Saying Goodbye

“Goodbye.”

What feelings, thoughts, images, or experiences come to mind when you see that word? Depending on the context, “goodbye” can take on a lot of different meanings.

“Goodbye” can signal a temporary parting, or it can represent something more permanent. And when it represents a more permanent situation, saying goodbye can carry bittersweet feelings.

I often encounter this as a music therapist working in hospice when I attend the death of one of my patients. Many times the person who has died has been ill for a long time and their family members may feel a sense of relief that their loved one is no longer suffering.

Yet at the same time, there is a sadness because their loved one is no longer there as a physical presence- memories now take the place of a person who was once there. Or in the case where family conflicts existed, family members may be grieving the loss of what never existed.

And to look at it from the perspective of the person with a terminal illness, many things occur within themselves that involve saying goodbye. As a person becomes more ill or debilitated, they may grieve as they lose their independence, vitality, strength, mobility, cognitive ability, and speech.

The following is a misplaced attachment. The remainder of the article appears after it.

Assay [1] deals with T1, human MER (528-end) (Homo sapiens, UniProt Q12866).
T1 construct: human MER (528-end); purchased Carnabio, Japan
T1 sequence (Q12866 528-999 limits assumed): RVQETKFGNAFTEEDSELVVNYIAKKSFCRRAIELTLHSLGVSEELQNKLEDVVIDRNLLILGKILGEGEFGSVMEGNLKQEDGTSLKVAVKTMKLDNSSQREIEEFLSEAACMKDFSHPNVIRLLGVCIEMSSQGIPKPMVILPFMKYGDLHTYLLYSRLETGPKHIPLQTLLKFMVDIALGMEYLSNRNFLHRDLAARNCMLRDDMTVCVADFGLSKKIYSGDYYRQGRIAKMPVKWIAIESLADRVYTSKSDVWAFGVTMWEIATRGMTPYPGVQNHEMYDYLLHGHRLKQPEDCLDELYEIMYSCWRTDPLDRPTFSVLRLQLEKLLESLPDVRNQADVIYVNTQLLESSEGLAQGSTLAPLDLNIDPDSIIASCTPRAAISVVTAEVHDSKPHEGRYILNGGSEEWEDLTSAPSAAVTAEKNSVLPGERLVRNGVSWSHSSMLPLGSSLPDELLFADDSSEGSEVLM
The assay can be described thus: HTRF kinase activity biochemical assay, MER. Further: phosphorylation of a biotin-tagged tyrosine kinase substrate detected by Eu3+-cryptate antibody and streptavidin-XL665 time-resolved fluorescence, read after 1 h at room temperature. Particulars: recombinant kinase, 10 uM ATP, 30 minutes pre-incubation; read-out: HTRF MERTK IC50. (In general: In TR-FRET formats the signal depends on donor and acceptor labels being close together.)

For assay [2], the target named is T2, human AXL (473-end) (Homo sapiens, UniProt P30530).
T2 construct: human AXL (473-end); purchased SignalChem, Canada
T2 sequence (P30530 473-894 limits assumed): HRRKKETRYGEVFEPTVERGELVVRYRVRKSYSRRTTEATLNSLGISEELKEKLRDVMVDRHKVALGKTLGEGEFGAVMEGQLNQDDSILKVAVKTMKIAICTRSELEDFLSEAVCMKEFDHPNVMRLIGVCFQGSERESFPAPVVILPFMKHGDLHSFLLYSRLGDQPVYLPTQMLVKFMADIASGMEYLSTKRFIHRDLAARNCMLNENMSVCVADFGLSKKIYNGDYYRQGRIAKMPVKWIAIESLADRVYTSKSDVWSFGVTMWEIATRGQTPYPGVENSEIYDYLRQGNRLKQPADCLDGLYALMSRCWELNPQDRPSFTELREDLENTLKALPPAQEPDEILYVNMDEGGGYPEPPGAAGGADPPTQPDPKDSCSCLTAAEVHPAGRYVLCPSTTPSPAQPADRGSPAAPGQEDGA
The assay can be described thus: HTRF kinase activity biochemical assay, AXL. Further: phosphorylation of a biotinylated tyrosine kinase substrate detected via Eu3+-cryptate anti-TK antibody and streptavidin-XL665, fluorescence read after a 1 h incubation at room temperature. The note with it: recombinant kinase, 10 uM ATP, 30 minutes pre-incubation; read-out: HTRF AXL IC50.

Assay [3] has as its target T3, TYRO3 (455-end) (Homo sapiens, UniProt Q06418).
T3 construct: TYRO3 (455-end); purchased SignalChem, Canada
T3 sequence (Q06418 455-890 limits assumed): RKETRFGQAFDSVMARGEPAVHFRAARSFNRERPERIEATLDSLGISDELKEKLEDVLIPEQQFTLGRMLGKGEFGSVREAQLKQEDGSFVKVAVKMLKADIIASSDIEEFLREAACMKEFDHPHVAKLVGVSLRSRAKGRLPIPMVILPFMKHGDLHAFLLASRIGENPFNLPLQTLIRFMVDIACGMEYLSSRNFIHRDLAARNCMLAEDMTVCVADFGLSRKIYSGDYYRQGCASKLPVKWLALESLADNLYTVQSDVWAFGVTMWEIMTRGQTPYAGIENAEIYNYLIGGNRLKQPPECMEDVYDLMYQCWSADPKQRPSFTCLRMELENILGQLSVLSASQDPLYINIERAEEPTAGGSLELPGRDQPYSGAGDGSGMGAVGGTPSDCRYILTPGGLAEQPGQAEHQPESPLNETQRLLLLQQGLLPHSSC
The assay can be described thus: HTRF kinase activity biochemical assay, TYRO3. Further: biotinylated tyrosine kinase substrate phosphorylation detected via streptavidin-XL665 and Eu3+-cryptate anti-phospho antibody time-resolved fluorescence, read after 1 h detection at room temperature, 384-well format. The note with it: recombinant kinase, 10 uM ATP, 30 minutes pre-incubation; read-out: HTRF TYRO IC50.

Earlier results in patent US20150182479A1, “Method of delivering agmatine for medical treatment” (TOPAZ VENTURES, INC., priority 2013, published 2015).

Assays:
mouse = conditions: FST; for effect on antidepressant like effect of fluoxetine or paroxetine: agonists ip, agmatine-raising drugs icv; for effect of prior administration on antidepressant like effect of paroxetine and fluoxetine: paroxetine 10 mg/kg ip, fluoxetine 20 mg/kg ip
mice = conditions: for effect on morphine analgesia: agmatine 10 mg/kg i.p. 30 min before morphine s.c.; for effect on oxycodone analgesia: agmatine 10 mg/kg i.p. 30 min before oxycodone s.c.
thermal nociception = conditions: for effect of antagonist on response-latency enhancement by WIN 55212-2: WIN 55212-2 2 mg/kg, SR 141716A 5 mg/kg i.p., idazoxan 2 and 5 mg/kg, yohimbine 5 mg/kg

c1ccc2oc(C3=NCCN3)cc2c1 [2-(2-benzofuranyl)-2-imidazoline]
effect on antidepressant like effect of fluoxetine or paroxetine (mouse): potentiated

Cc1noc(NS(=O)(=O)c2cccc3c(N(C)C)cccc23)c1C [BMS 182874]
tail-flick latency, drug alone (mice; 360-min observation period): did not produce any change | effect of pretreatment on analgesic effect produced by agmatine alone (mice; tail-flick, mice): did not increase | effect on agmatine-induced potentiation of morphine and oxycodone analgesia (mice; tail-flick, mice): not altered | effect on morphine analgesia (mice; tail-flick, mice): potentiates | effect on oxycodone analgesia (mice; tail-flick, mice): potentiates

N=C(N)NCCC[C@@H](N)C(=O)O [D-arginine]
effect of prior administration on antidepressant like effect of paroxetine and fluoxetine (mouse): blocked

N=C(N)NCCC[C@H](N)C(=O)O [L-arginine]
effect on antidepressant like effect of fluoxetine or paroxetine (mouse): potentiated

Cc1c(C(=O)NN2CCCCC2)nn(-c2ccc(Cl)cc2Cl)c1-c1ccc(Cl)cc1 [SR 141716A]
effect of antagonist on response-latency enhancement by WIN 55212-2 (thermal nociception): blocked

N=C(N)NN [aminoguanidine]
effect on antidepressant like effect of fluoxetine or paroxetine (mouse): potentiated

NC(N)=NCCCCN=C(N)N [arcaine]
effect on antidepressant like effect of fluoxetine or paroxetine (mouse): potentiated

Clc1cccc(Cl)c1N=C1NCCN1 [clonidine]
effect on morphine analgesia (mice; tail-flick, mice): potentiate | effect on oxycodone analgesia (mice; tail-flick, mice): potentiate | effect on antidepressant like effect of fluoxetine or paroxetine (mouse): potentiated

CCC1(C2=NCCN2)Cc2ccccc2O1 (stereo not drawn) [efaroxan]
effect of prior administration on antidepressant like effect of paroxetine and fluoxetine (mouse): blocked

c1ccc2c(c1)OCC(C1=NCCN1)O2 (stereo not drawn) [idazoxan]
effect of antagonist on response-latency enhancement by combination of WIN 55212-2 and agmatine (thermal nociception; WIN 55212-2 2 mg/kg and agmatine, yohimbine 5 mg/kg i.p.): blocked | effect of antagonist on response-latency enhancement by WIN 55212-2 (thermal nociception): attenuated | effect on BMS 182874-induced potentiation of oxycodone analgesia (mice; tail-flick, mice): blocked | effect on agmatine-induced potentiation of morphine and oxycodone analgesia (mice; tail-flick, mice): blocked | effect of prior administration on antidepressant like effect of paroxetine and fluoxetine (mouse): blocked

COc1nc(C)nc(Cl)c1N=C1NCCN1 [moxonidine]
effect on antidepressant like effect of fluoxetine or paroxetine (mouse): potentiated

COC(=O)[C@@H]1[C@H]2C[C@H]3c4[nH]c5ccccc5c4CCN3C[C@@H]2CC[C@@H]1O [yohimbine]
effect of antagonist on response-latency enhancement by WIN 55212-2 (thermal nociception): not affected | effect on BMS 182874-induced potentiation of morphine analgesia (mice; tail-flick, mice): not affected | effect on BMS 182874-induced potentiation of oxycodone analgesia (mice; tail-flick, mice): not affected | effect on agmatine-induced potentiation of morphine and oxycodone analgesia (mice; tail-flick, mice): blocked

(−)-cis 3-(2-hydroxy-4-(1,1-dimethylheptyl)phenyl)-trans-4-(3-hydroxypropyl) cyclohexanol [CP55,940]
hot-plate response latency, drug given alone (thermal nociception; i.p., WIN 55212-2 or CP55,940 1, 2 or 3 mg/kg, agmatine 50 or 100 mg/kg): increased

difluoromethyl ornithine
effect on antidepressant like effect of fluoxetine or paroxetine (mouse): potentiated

As you can see, there are many “goodbyes” to be made in end-of-life care. Some things that I do as a music therapist to acknowledge these are:

  • Song choice– Giving people the chance to choose songs with lyrics that match their feelings in the present moment or that express things that they would like to say to their loved one.
  • Improvising music– Encouraging those involved to make their own music as a way to musically express their feelings. Verbally processing may or may not be used as a follow-up to this music-making, as sometimes the music helps people to find the words they need to clearly describe their experience, while other times the music captures all that needs to be said, leaving words unnecessary.
  • Song-writing– What better way to help loved ones say goodbye than through a song they’ve composed themselves? Writing a song that captures those things that need to be said between family members is an empowering experience that can result in leaving the bereaved with an unique, tangible memory to hold onto after their loved one has died.

In my own personal life, I have also used these same musical interventions when I’ve found myself in the midst of life transitions. Engaging with music in these ways has been helpful for me in being able to acknowledge, express, and move through the myriad of emotions that can come up when having to say goodbye to something that I had otherwise been expecting.

How do you acknowledge goodbyes in your own life? What are some other creative approaches you could use to process through the grief that can come up when saying goodbye? As always, please feel free to leave your comments below.